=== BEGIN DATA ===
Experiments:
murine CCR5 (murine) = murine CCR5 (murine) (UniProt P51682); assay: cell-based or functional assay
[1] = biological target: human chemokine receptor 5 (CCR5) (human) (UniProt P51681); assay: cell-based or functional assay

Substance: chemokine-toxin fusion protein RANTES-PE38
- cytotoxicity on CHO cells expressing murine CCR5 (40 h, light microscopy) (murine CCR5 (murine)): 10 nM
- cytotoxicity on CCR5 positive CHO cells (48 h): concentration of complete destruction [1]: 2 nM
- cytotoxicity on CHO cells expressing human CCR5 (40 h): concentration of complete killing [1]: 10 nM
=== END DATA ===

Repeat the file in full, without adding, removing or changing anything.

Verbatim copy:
Experiments:
murine CCR5 (murine) = murine CCR5 (murine) (UniProt P51682); assay: cell-based or functional assay
[1] = biological target: human chemokine receptor 5 (CCR5) (human) (UniProt P51681); assay: cell-based or functional assay

Substance: chemokine-toxin fusion protein RANTES-PE38
- cytotoxicity on CHO cells expressing murine CCR5 (40 h, light microscopy) (murine CCR5 (murine)): 10 nM
- cytotoxicity on CCR5 positive CHO cells (48 h): concentration of complete destruction [1]: 2 nM
- cytotoxicity on CHO cells expressing human CCR5 (40 h): concentration of complete killing [1]: 10 nM